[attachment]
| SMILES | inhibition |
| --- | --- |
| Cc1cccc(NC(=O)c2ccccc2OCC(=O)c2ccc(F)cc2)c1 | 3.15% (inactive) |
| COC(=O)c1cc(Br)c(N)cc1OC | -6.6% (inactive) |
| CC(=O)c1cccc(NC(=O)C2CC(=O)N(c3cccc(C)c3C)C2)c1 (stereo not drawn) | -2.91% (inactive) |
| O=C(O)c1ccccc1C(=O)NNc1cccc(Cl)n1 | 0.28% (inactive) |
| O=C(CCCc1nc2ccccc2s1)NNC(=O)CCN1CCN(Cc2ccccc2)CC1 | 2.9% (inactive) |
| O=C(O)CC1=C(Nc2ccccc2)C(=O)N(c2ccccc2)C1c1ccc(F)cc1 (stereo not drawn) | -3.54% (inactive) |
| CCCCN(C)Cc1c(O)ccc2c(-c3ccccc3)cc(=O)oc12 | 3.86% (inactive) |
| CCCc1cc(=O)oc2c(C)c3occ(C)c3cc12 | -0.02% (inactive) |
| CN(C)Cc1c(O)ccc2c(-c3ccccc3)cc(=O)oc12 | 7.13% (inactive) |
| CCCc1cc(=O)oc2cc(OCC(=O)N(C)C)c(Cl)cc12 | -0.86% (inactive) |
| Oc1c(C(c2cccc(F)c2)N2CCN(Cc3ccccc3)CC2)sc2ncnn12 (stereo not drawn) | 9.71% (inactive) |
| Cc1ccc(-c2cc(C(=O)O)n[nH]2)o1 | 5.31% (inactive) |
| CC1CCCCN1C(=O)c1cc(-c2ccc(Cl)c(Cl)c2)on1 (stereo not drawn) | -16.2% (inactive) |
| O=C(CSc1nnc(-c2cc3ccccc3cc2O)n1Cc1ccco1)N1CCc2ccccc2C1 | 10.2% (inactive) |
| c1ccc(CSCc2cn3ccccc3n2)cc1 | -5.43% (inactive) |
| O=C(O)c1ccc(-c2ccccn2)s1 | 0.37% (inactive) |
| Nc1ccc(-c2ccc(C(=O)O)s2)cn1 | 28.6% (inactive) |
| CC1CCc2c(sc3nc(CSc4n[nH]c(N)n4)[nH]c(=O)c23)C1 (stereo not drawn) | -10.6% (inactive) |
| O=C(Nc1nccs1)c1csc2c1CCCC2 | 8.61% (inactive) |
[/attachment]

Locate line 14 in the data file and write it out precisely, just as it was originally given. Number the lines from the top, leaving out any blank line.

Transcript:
| Cc1ccc(-c2cc(C(=O)O)n[nH]2)o1 | 5.31% (inactive) |